‘Cook until no pink remains’
“The only way to know whether something is cooked to a safe doneness is to use a thermometer,” Chapman said, noting that clear juices, browning and texture aren’t sufficient indicators. “If anybody is telling you in a recipe that there’s some other proxy for doneness, it’s not based on any science.”
For example, to kill pathogens such as E. coli, hamburger patties need to reach an internal temperature of 160 degrees; but a burger can lose its “pink” below that temperature.
That pink color comes from myoglobin, an oxygen-storing protein that can make raw beef appear purplish, red or brown (the liquid you see in packaged meat is myoglobin dissolved in water). Myoglobin typically denatures and browns in the vicinity of a food-safe temperature, but many factors — from the animal’s life experiences to whether you’ve frozen or salted the meat — can lead to an undercooked burger that looks thoroughly brown, or an overcooked burger that still has some pink.
Chapman noted that burgers are much riskier than steak if undercooked.
“I can cook a steak to a fairly rare level and know I’m reducing contamination,” he said. “I’m getting the outside really, really hot and I don’t expect there are pathogens inside.”
Conversely, he said, in a ground-beef patty, “I’m mixing it all up and now the outside becomes the inside,” so pathogens may not be killed if the patty is left rare. Tenderized and brine-injected cuts of meat also may harbor bacteria beneath the surface. So if you love rare meat, it’s a matter of weighing the risk.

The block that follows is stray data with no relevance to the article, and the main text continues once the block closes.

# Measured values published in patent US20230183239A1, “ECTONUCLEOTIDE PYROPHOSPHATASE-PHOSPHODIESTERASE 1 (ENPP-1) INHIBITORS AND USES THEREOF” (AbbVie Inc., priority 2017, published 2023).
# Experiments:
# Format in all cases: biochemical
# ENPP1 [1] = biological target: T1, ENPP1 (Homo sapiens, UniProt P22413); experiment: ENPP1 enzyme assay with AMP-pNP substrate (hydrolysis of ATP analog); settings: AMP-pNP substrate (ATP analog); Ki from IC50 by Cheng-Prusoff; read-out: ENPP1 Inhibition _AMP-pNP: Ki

It is possible to make a shelf-stable garlic or herb oil infusion at home, it’s just more involved than many people — possibly well-meaning social media posters suggesting an “easy DIY gift” — might assume.
“If you don’t follow a validated step-
by-step recipe … you can make someone really, really sick or even kill someone,” said Carla Schwan, the director of the National Center for Home Food Preservation. Because oil and garlic are stored at room temperature, people might wrongly believe that they can be mixed and stashed in a cabinet.
Spores of the bacteria that cause botulism are common and easily land on foods such as garlic and herbs, where we eat them without consequence. But under specific circumstances, such as the low-acid, room-temperature, anaerobic environment inside a bottle of oil, the spores can, over time, germinate into regular bacterial cells and produce toxins.
The right balance of acid prevents the spores from germinating. After a number of inquiries about oil infusions, Schwan recently posted a recipe.
Botulism is serious, but, fortunately, it’s also rare. Commercially jarred garlic products must comply with strict guidelines designed to prevent bacterial growth. And yes, pestos, stir fries and other dishes with garlic and oil are fine, as long as you keep them refrigerated and use them within a reasonable period (the USDA recommends four days for leftovers).
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What the recipe doesn’t say
Most recipes don’t list “wash your hands” as the first step, but researchers have found that when recipes do include food safety steps, people are more likely to take precautions. For food writers out there, the Partnership for Food Safety Education offers a “safe recipe style guide.” Food safety folks like to see notes like these:
- Use a thermometer to ensure that food reaches a safe temperature.
- Avoid cross contamination. If a surface or utensil touches raw meat, poultry, seafood or eggs, it should be washed before its next use. Same for your hands.
- Use pasteurized eggs in dishes where eggs aren’t fully cooked.
- Only use canning recipes from trusted sources, and avoid substitutions or adjustments.
Rachael Jackson is a D.C.-based writer and the founder of EatOrToss.com. Reach her at firstname.lastname@example.org.